No, this isn't a story from 2017 when Kyle Shanahan and the San Francisco 49ers were still heavily linked to quarterback Kirk Cousins. I can understand your confusion. The team moved on after acquiring quarterback Jimmy Garoppolo from the New England Patriots and Cousins, formerly with Washington, signed on with the Minnesota Vikings.

Both quarterbacks did well for themselves contract-wise. Garoppolo ending up receiving a five-year deal worth up to $137.5 million while Cousins signed a three-year deal worth $84 million. The only difference is that Cousins' contract is fully guaranteed, so the Vikings are locked into a whole lot of money for their quarterback.

A season-ending ACL injury ended what was to be Garoppolo's first full season as a starter. He is expected to be ready for the start of the upcoming season. Meanwhile, Minnesota finished 2018 with an 8-7-1 record, missing the playoffs. While the year wasn't what the fanbase had hoped for, Cousins finished the season with a Pro Football Focus grade on par with his best seasons in Washington.

But what happens if Garoppolo doesn't end up being the quarterback that Shanahan and the 49ers had hoped him to be? What if his 2019 campaign is a huge letdown?

Buried inside a Pro Football Talk article about the Vikings' potential salary cap issues on the horizon was some speculation on the part of Mike Florio. He believes that should Garoppolo not prove to be the answer in San Francisco this season, the Vikings might be able to offload Cousins to Shanahan, who has always been fond of the quarterback.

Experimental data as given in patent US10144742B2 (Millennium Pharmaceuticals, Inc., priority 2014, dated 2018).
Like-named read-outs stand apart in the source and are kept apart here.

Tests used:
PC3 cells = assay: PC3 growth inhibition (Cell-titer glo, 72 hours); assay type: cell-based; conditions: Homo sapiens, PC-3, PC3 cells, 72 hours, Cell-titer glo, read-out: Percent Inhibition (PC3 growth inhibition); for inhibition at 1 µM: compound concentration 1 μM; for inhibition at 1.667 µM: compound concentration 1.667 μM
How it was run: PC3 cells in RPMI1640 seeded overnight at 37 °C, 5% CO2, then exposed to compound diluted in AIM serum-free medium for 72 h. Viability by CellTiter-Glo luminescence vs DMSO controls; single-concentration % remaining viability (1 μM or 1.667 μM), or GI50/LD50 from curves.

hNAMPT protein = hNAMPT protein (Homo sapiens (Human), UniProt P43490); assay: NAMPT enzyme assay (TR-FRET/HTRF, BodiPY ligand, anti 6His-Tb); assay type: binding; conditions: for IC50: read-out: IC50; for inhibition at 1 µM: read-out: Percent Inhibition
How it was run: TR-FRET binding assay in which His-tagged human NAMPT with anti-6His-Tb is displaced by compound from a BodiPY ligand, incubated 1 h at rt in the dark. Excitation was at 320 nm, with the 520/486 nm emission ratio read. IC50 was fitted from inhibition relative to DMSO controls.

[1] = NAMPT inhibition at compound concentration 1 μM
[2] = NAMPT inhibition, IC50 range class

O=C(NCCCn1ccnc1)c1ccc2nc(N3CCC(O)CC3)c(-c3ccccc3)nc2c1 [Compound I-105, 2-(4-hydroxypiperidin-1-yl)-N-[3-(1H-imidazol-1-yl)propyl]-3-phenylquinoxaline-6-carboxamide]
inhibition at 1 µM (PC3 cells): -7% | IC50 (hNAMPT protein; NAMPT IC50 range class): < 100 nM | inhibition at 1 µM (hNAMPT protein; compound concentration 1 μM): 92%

Florio writes the following:

"And the Vikings may, depending on what happens in San Francisco this year with Jimmy Garoppolo, find that trade partner in Kyle Shanahan, who served as Washington offensive coordinator in 2012 when Cousins was drafted and who had been regarded as a serious Cousins suitor before the decision to trade for and then to sign Garoppolo to a five-year deal that pays out, on average, $27.5 million per year."

The 49ers do have an out on Garoppolo's contract after 2019. The quarterback will have earned nearly $60 million over two seasons, and the 49ers would absorb just $4.2 million in dead cap space should they decide to part ways with the quarterback.

While I'm not agreeing that this scenario is in the realms of possibility, it is interesting to see that someone is still trying to link Cousins to the 49ers over a year-and-a-half after that scenario was seemingly put to bed.